Drug metabolism and disposition: the biological fate of chemicals

Dietary Dihydromethysticin Increases Glucuronidation of 4-(Methylnitrosamino)-1-(3-Pyridyl)-1-Butanol in A/J Mice, Potentially Enhancing Its Detoxification.

PMID 26744252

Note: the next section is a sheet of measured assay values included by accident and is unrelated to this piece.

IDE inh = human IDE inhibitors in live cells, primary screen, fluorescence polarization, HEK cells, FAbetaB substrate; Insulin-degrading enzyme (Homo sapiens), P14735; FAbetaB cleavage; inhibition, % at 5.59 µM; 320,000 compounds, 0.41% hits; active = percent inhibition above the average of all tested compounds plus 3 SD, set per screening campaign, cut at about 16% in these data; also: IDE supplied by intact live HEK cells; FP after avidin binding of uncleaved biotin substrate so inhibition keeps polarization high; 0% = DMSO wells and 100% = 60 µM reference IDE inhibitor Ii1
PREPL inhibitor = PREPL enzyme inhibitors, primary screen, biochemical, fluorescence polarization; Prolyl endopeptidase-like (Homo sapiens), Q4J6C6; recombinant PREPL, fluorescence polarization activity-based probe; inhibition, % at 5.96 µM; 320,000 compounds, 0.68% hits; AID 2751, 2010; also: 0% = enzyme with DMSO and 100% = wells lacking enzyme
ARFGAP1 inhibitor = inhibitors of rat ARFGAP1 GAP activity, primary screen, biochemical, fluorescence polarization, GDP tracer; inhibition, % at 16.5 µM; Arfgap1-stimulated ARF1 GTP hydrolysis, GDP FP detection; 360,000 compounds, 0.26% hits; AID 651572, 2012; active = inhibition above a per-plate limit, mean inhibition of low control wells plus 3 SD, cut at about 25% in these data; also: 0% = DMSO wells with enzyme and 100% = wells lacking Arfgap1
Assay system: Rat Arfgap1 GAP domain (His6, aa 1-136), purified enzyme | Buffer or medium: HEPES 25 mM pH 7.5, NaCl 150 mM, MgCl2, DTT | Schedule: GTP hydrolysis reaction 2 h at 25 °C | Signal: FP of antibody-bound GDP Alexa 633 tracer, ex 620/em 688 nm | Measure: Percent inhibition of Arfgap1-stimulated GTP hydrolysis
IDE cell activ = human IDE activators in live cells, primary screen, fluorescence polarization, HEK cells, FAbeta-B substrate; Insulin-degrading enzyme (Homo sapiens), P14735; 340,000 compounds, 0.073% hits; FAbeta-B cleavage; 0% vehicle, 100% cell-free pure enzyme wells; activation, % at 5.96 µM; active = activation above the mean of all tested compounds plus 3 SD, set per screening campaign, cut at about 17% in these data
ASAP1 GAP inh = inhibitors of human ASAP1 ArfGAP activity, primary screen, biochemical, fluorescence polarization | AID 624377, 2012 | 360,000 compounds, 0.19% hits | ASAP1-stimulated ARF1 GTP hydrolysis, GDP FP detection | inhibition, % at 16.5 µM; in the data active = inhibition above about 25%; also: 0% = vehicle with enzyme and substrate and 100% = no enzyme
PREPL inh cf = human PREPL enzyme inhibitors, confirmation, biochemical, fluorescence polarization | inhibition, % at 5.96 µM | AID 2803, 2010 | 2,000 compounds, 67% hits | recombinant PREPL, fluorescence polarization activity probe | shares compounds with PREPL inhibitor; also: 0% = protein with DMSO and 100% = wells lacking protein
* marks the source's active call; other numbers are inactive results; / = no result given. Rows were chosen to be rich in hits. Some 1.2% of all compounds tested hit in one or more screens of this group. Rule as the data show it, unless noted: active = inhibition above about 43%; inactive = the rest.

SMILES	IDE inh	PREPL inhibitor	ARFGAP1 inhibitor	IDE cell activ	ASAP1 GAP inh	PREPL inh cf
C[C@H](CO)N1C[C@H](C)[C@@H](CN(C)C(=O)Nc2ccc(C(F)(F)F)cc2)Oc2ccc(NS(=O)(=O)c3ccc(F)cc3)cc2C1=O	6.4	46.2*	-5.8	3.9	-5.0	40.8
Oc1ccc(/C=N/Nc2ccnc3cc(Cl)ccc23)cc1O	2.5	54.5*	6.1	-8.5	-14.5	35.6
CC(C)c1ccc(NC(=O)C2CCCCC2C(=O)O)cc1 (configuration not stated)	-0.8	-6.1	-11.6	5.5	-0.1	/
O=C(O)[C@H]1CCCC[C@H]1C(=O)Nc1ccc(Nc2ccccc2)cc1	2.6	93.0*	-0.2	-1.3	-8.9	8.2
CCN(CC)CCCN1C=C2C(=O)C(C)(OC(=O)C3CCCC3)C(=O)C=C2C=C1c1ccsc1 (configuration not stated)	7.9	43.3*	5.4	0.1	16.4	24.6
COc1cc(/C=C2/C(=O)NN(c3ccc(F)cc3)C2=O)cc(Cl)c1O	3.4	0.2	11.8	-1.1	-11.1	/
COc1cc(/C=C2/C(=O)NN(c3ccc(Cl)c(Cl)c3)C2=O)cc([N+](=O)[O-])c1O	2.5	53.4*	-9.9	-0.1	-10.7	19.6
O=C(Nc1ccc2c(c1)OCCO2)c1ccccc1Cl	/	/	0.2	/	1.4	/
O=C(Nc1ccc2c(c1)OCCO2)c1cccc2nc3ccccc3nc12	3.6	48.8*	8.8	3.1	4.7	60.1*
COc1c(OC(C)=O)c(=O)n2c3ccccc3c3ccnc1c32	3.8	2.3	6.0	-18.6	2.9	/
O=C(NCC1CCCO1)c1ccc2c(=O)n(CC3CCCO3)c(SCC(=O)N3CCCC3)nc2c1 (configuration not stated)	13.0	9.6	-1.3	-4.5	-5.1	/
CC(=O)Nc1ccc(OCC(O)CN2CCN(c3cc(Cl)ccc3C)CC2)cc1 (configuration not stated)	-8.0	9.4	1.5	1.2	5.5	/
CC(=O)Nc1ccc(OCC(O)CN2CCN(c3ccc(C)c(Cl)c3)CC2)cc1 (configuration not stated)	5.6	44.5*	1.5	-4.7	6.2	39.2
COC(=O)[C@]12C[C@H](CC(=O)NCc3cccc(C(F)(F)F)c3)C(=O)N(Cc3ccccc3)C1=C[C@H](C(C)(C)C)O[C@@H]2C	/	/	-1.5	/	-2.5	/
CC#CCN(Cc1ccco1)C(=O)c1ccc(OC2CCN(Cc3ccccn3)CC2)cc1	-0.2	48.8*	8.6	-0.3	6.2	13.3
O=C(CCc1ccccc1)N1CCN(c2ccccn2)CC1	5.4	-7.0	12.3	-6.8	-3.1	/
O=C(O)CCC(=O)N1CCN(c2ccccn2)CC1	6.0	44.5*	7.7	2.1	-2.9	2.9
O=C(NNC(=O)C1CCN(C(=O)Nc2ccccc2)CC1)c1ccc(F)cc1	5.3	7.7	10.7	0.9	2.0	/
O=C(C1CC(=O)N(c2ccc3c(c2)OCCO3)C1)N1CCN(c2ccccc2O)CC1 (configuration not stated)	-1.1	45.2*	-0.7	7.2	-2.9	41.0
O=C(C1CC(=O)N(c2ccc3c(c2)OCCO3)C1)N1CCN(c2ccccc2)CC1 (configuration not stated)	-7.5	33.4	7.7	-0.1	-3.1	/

Effective chemopreventive agents are needed against lung cancer, the leading cause of cancer death. Results from our previous work showed that dietary dihydromethysticin (DHM) effectively blocked initiation of lung tumorigenesis by 4-(methylnitrosamino)-1-(3-pyridyl)-1-butanone (NNK) in A/J mice, and it preferentially reduced 4-(methylnitrosamino)-1-(3-pyridyl)-1-butanol (NNAL)-derived DNA adducts in lung. This study explored the mechanism(s) responsible for DHM's differential effects on NNK/NNAL-derived DNA damage by quantifying their metabolites in A/J mice. The results showed that dietary DHM had no effect on NNK or NNAL abundance in vivo, indicating that DHM does not affect NNAL formation from NNK. DHM had a minimal effect on cytochrome P450 2A5 (CYP2A5, which catalyzes NNK and NNAL bioactivation in A/J mouse lung), suggesting that it does not inhibit NNAL bioactivation. Dietary DHM significantly increased O-glucuronidated NNAL (NNAL-O-gluc) in A/J mice. Lung and liver microsomes from dietary DHM-treated mice showed enhanced activities for NNAL O-glucuronidation. These results overall support the notion that dietary DHM treatment increases NNAL detoxification, potentially accounting for its chemopreventive efficacy against NNK-induced lung tumorigenesis in A/J mice. The ratio of urinary NNAL-O-gluc and free NNAL may serve as a biomarker to facilitate the clinical evaluation of DHM-based lung cancer chemopreventive agents.